New Year’s traditions

by Petra Lessoing
86th Airlift Wing Public Affairs

New Year’s Eve is a special night celebrated in many countries and by a variety of cultures. People observe numerous traditions to welcome the new year.

In Germany, New Year’s Eve is called “Silvester.” The name refers to a pope in the fourth century. Silvester I was bishop in Rome since 314 and died Dec. 31, 335. Later he was canonized, and since 354, the church has celebrated the day of Dec. 31.

Traditionally that night, Germans like to have dinner in a restaurant, watch a theater performance, attend a festive dance or have a party with friends at home. At midnight, they wish each other the very best for the new year, propose a toast and then go outside to shoot firecrackers. This noise-making tradition goes back to former times, when people wanted to scare away evil demons so they could not do any harm to them in the coming year.

Another custom is to give little pigs, chimney sweepers, horseshoes or four-leaf clovers made of marzipan, chocolate, wood or porcelain. These symbols are lucky mascots.

In ancient times, when people still believed in multiple gods, they made sacrifices. They brought eggs, chickens and pigs to the altars hoping the gods would treat them nicely by sending them rain for their vegetables on the fields and not too much snow in winter.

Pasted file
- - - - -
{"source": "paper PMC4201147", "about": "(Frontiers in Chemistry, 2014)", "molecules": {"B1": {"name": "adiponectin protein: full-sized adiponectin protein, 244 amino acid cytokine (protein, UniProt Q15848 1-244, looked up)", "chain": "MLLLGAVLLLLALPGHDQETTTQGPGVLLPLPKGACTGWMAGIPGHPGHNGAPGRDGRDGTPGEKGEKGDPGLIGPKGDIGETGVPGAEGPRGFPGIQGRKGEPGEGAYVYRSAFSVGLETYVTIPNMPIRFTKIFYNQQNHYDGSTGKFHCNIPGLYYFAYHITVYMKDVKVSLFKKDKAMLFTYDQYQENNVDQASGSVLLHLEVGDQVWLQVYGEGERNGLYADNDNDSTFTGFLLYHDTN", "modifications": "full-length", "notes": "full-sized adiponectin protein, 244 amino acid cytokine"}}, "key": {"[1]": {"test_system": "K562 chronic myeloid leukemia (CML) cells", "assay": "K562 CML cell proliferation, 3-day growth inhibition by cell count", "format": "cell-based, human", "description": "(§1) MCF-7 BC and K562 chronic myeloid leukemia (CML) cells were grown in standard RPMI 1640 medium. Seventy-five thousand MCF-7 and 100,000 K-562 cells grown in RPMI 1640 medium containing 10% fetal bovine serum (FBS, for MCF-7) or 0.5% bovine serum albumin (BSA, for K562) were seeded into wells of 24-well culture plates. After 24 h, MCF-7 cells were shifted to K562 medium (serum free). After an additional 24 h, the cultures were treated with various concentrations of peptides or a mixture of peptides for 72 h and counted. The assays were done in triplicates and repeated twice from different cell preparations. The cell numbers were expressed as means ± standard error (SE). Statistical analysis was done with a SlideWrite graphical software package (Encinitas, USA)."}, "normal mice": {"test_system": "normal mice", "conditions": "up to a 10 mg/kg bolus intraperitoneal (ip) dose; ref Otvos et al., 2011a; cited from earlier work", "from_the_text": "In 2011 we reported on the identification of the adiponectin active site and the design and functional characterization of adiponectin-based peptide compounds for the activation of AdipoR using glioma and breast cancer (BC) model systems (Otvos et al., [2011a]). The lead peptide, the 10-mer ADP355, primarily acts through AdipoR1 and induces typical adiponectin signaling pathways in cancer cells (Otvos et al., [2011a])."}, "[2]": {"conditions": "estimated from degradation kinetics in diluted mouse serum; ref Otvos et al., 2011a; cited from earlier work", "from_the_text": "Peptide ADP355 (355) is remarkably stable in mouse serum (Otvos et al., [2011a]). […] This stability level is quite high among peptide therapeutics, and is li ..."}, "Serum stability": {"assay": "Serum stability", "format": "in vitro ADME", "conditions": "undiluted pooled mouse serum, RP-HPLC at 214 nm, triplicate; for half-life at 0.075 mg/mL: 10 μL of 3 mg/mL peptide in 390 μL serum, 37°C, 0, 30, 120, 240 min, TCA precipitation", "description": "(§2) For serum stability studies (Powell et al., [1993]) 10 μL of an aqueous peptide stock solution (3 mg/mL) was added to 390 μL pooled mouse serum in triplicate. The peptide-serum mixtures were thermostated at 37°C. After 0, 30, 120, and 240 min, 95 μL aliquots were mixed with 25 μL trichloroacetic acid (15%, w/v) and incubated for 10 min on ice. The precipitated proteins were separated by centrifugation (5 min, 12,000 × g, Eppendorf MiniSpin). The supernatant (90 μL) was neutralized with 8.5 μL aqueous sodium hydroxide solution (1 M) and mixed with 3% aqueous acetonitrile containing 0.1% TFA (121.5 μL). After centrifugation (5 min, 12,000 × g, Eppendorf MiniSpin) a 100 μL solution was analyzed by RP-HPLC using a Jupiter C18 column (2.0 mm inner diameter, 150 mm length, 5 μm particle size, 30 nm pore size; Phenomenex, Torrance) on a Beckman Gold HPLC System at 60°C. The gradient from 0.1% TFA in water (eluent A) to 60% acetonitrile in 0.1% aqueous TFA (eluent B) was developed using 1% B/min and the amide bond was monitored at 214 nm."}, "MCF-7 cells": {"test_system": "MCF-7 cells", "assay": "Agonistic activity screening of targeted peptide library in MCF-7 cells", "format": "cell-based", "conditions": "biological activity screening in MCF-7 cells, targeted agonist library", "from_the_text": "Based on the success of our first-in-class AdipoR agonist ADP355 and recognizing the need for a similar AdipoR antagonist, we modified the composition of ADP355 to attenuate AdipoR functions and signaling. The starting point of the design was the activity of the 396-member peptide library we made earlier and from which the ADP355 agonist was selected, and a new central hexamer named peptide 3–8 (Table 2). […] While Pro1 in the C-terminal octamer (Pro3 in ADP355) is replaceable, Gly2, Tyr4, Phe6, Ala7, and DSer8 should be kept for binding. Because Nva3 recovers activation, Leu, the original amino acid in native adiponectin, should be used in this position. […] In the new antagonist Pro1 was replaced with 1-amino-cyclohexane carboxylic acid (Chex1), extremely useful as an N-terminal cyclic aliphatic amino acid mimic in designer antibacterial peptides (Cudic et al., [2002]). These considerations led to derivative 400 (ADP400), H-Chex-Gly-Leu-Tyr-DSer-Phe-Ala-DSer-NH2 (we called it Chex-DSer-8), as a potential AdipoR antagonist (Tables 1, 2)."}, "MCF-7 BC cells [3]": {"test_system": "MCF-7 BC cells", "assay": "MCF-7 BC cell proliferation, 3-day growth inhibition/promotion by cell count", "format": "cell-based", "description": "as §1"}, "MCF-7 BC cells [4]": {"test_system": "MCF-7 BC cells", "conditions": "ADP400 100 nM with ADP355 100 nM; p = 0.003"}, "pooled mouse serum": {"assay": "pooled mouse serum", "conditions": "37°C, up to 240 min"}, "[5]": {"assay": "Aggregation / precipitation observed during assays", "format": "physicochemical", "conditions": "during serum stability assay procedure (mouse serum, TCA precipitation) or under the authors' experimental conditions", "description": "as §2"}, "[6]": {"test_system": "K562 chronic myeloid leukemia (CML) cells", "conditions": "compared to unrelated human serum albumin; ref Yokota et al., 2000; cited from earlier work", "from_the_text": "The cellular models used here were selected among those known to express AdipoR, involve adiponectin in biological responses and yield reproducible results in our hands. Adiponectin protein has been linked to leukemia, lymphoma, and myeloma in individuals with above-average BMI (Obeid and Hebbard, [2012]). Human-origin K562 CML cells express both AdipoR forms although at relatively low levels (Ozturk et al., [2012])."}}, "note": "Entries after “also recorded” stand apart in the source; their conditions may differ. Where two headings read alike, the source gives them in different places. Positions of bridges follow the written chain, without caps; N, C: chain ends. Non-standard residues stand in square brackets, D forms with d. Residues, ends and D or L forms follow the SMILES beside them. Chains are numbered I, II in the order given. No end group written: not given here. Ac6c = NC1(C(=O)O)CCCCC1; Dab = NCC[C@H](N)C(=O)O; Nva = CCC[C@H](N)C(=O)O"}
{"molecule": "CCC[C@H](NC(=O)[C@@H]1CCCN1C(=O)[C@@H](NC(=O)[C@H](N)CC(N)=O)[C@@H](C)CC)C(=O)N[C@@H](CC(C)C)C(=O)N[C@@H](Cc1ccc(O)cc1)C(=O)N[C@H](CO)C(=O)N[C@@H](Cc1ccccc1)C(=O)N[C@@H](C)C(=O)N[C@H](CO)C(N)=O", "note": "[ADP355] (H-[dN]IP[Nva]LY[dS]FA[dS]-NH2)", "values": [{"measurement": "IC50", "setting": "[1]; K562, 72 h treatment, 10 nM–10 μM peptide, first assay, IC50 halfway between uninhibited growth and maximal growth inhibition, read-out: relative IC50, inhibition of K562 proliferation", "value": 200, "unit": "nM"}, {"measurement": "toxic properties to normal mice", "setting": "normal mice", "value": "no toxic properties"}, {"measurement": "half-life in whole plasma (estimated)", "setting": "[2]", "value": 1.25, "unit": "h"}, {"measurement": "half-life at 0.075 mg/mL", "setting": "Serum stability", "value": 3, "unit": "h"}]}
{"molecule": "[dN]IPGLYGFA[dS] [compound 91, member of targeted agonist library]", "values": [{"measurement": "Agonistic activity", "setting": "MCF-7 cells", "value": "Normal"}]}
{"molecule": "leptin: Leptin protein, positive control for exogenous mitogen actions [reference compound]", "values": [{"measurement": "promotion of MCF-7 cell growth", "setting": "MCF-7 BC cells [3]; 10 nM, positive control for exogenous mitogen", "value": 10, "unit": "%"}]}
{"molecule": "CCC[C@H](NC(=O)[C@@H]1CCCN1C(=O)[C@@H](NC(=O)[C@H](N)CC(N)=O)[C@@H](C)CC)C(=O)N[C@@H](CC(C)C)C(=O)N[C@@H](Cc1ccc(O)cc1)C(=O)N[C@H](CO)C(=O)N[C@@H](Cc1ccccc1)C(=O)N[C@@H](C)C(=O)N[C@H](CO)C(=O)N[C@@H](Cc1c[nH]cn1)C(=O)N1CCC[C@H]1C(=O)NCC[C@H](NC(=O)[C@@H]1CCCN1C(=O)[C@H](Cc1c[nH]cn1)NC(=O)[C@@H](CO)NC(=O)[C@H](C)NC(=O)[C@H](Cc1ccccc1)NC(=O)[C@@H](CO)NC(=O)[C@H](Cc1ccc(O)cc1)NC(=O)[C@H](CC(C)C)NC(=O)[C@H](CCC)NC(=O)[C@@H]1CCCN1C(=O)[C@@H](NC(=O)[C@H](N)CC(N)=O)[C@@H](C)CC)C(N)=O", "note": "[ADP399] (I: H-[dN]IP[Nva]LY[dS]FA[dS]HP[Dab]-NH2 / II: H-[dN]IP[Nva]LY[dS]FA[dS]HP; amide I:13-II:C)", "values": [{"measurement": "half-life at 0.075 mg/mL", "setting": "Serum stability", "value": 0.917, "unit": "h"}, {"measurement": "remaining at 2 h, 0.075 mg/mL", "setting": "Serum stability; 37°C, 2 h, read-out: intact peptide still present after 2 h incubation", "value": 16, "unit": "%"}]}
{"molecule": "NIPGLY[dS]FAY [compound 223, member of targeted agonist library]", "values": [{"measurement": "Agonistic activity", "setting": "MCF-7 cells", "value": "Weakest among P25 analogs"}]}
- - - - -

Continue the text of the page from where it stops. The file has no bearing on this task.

The horseshoe originates in a time when farmers used horses to plow their fields. In those times, horseshoes were put above the door to protect the family from fire and lightning. The horseshoe must be hung up the right way. The side with the opening cannot face downward or else the luck might “fall out.”

The chimney sweeper frees the way to the top of soot and dirt and brings fresh wind. Also, with the cleaning of the chimney, the chimney sweeper banned the danger of fires and therefore was seen as lucky mascot.

The four-leaf clover is supposed to bring luck, but only when found and not searched for. The clover is known to have that power of luck because it is so scarce. Also, it can be looked at as a salutary cross. Besides a Christian symbol, it was seen as a Celtic cross, which was the sign for protection. In general, the four-leaf clover is a world symbol, showing the four directions and combining the four elements. It is said to prevent strokes of fate, raise students’ efficiencies and be advantageous for gamblers. A very well-liked custom is to melt lead, pour it into water and wait to see what designs come out. Each design has a different meaning for the future. The lead can be bought in a package together with a list telling what each design or symbol means.

Traditions continue the first day of the new year. It is said that people shouldn’t get up late, because, if so, they will sleep poorly all year long and have bad dreams. On New Year’s Day, children receive huge pretzels, the “Neujahrsbretzel,” and in many villages in the KMC, people go from door to door wishing others a Happy New Year, receiving a shot to drink in return.

In the following days, the phrase “Prost Neujahr!” can be heard whenever people meet again for the first time that year. It means a toast to the new year and good luck.